Ponzi vs Pyramid Scams: What's the Difference?

The SEC is warning the public against investment scams during Investor Protection Week.

On November 9 to 13, the country will observe the first-ever Investor Protection Week (IPW). Spearheded by the Securities and Exchange Commission (SEC), IPW is meant to promote investor education amid the rising number of unauthorized investment-taking activities, especially during the COVID-19 pandemic. 


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According to the SEC, it has issued advisories against more than 100 groups and individuals soliciting investments without the necessary license, almost double the total number for the whole of 2019. The SEC has charged 32 individuals in seven cases for violations of Republic Act No. 8799, or The Securities Regulation Code, and in two cases for violations of Republic Act No. 10175, or the Cybercrime Prevention Act of 2012.

In addition, the SEC announced that it has issued cease and desist orders and revocation orders against entities engaging in fraudulent investment schemes, including Boss Network, Forsage and Fast Track Worldwide, Inc.

The Commission has also identified two of the most common investent scams in the country: Ponzi and pyramid schemes.

But what’s the difference? 

Ponzi schemes

According to the Gibbs Law group, Ponzi and pyramid schemes are similar in that both involve existing investors getting paid by the contributions of new investors. However, there are some clear distinctions between each time of securities fraud. 

Let’s start with Ponzi schemes. The scam is named after Charles Ponzi, who was able to attract large numbers of investors by promising them a 50 percent or better return on their investments in postal coupons. But instead of actually making investments, Ponzi pocketed the investors’ money for himself and used money from newer investors to pay earlier investors.


And that’s what a Ponzi scheme is: a scam that guarantees ridiculously high returns to attract more investors. They pay the promised profits to earlier investors using the money placed by newer members.

One of the most famous examples of a Ponzi scheme is the one perpetrated by Bernie Madoff for over 30 years.

Pyramid schemes

Pyramid schemes, meanwhile, require members to recruit people into the group in exchange for fees. Also called multi-level marketing, pyramid schemes gets its name from the structure of the business—larger numbers of investors below, all paying money that is divided up among smaller numbers of investors above them, according to the Corporate Finance Institute.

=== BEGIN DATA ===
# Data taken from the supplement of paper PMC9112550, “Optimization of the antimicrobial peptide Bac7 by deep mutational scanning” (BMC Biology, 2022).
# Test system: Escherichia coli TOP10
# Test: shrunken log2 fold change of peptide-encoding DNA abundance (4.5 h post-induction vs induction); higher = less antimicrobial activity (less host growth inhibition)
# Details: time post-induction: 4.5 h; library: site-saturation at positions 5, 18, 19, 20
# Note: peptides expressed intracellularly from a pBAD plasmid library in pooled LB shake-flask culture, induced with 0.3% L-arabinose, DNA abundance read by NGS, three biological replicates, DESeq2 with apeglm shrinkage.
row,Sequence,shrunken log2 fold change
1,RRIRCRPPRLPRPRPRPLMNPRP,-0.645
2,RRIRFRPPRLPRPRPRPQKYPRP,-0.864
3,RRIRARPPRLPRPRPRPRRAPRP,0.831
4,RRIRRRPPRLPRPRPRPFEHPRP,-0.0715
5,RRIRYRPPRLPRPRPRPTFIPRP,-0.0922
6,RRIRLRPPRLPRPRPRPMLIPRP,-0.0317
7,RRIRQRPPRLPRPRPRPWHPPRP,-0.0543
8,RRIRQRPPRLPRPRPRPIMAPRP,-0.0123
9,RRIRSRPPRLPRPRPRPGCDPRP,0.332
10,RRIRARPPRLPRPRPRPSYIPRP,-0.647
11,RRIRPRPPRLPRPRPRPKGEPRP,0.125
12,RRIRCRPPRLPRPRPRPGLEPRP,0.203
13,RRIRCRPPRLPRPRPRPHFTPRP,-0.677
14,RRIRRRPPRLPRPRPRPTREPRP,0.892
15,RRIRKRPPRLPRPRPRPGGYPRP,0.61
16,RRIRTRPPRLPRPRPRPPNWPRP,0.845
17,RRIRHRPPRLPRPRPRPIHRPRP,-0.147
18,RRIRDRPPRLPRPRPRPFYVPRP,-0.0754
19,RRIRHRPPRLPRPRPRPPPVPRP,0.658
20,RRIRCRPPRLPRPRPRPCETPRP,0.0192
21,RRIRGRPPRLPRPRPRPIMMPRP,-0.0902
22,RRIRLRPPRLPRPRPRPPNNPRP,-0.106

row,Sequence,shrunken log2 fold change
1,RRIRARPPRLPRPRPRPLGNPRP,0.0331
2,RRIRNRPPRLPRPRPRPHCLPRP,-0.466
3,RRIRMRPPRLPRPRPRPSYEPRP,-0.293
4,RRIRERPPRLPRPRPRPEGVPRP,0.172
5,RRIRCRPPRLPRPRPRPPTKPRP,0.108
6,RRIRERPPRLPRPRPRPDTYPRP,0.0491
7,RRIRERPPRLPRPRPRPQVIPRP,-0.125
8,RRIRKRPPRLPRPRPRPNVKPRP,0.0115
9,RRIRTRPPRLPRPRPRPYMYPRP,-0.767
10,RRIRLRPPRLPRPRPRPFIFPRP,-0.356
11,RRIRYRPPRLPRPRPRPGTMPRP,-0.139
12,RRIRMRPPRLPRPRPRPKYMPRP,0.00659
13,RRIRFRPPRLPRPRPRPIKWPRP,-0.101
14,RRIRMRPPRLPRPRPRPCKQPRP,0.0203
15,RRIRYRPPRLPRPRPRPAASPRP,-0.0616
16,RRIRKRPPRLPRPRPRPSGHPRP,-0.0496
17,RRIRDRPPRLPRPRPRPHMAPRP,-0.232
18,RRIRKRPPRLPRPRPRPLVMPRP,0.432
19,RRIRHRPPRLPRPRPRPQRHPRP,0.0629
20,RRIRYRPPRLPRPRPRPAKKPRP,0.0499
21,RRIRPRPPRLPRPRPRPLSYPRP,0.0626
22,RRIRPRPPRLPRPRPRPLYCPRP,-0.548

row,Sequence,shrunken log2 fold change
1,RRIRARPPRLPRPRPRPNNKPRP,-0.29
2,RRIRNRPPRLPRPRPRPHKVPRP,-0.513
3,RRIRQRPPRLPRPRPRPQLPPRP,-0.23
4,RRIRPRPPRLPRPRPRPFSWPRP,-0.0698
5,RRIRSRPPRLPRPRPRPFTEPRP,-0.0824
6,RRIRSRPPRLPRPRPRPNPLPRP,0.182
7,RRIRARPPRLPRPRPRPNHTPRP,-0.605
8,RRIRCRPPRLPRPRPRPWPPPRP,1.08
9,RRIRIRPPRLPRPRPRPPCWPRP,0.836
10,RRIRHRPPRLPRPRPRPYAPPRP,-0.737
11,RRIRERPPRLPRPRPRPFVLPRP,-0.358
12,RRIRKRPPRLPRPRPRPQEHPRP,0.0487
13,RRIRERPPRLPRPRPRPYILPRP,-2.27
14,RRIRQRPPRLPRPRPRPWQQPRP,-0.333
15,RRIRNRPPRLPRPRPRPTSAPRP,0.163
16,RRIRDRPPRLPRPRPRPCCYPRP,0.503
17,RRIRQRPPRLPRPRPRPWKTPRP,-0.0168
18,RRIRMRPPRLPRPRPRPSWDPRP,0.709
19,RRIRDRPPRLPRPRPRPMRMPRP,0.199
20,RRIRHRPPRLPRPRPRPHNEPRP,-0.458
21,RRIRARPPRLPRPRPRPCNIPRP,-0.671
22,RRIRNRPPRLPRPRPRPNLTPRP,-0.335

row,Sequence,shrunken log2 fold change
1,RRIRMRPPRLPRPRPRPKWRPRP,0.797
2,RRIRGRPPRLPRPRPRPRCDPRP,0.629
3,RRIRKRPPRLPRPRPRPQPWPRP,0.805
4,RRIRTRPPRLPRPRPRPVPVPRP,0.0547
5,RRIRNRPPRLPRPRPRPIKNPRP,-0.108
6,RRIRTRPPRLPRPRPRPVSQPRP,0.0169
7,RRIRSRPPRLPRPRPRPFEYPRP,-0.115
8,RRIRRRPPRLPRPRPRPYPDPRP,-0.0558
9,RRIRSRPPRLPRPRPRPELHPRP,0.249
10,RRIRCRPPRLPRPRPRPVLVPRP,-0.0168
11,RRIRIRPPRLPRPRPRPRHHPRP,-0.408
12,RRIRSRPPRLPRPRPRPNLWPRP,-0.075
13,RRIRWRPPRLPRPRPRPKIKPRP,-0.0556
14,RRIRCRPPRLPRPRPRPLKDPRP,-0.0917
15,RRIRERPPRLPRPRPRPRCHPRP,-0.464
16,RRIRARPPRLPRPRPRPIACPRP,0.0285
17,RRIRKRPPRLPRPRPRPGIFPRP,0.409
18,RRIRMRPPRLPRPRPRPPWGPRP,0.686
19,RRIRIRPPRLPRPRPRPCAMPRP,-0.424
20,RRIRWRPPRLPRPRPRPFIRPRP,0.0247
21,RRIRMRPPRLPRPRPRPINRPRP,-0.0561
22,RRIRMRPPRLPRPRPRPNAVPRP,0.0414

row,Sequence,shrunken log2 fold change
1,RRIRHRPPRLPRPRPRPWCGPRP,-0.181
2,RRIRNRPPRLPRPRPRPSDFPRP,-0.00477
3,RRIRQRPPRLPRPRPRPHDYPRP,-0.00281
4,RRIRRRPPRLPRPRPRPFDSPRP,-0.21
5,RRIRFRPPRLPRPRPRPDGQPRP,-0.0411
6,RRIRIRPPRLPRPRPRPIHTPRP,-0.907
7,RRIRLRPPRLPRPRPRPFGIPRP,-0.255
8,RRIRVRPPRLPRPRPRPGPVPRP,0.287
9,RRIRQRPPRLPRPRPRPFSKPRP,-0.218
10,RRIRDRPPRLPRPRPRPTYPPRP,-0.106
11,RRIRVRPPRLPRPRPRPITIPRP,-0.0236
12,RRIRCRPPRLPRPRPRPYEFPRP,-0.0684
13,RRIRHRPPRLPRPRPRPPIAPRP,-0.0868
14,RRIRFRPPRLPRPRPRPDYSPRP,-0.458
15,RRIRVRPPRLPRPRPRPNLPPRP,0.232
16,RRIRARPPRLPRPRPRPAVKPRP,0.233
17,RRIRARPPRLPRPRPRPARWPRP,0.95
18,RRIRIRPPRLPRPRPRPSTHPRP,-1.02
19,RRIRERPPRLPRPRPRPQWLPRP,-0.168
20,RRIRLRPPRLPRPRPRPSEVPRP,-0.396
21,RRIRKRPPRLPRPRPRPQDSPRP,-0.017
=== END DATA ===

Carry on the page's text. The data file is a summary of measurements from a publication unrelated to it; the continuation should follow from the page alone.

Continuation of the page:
Many pyramid schemes attempt to gain a semblance of legitimacy by offering products—such as health supplements—for sale. But you hardly earn money from this aspect of the supposed business. The “real” earnings come from recruiting other people who pay the membership fee and who, in turn, recruit other people to do the same, and so on. As you can imagine, those who are at the top of the pyramid make all the money, while the new recruits are then left with all the work of trying to attractnew investors. 

There have been many examples of these pyramid or MLMs over the years here in the Philippines. 

The most striking difference between Ponzi and pyramid schemes is the level of involvement of the investor. In Ponzi schemes, participants of a Ponzi scheme are unaware that they are involved in a Ponzi scheme, while participants in pyramid schemes are aware how they will earn money and are actively involved by recruiting newer members.

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Raising awareness

Educating the public to be wary of these types of scams is the main goal of the IPW. Based on Section 8 of the Securities Regulation Code, securities shall not be sold or offered for sale or distributed within the Philippines, without a registration statement duly filed with and approved by the SEC.
“Our fight against investment scams is anchored on the public’s awareness and empowerment to spot, avoid and expose investment scams,” SEC Chairperson Emilio B. Aquino said. “While we remain relentless in unmasking and busting investment scams, we also encourage the public to always check with SEC before entertaining any investment opportunity, especially when they are too good to be true.”


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The SEC is said it has invited organizations from the public and private sectors alike to form the SEC Campaign Network, which will be formally launched on November 9, to expand the reach of its investor education programs. The Commission will also launch The SEC Academy, an online learning resource center developed in collaboration with the Commission on Higher Education and the Department of Education. The SEC Academy will offer courses and learning modules for students and educators, as well as aspiring entrepreneurs and those looking to invest in securities, among others.

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Paul John Caña
Associate Editor, Esquire Philippines
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